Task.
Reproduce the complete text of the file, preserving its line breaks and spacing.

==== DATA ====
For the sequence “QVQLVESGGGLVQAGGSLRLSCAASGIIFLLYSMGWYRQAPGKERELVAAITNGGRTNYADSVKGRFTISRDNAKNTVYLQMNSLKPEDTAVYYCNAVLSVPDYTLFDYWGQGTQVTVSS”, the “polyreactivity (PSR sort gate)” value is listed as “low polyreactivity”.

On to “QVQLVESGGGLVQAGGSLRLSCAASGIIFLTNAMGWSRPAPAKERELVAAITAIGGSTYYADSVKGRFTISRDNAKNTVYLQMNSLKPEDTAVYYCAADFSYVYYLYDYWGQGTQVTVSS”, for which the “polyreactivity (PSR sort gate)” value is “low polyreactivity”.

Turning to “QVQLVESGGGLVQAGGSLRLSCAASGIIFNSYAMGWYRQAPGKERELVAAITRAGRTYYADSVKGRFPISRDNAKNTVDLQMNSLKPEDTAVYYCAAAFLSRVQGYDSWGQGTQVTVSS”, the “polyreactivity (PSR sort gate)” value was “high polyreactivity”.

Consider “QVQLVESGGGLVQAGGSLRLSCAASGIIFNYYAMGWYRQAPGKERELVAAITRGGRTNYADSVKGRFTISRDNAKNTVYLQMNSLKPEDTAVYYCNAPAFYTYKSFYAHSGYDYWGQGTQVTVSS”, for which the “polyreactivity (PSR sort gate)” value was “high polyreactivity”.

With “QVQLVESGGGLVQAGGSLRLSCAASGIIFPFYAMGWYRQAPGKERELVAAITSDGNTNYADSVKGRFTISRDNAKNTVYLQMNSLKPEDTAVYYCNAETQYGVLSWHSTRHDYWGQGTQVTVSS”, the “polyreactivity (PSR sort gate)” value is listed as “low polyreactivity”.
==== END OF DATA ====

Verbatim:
For the sequence “QVQLVESGGGLVQAGGSLRLSCAASGIIFLLYSMGWYRQAPGKERELVAAITNGGRTNYADSVKGRFTISRDNAKNTVYLQMNSLKPEDTAVYYCNAVLSVPDYTLFDYWGQGTQVTVSS”, the “polyreactivity (PSR sort gate)” value is listed as “low polyreactivity”.

On to “QVQLVESGGGLVQAGGSLRLSCAASGIIFLTNAMGWSRPAPAKERELVAAITAIGGSTYYADSVKGRFTISRDNAKNTVYLQMNSLKPEDTAVYYCAADFSYVYYLYDYWGQGTQVTVSS”, for which the “polyreactivity (PSR sort gate)” value is “low polyreactivity”.

Turning to “QVQLVESGGGLVQAGGSLRLSCAASGIIFNSYAMGWYRQAPGKERELVAAITRAGRTYYADSVKGRFPISRDNAKNTVDLQMNSLKPEDTAVYYCAAAFLSRVQGYDSWGQGTQVTVSS”, the “polyreactivity (PSR sort gate)” value was “high polyreactivity”.

Consider “QVQLVESGGGLVQAGGSLRLSCAASGIIFNYYAMGWYRQAPGKERELVAAITRGGRTNYADSVKGRFTISRDNAKNTVYLQMNSLKPEDTAVYYCNAPAFYTYKSFYAHSGYDYWGQGTQVTVSS”, for which the “polyreactivity (PSR sort gate)” value was “high polyreactivity”.

With “QVQLVESGGGLVQAGGSLRLSCAASGIIFPFYAMGWYRQAPGKERELVAAITSDGNTNYADSVKGRFTISRDNAKNTVYLQMNSLKPEDTAVYYCNAETQYGVLSWHSTRHDYWGQGTQVTVSS”, the “polyreactivity (PSR sort gate)” value is listed as “low polyreactivity”.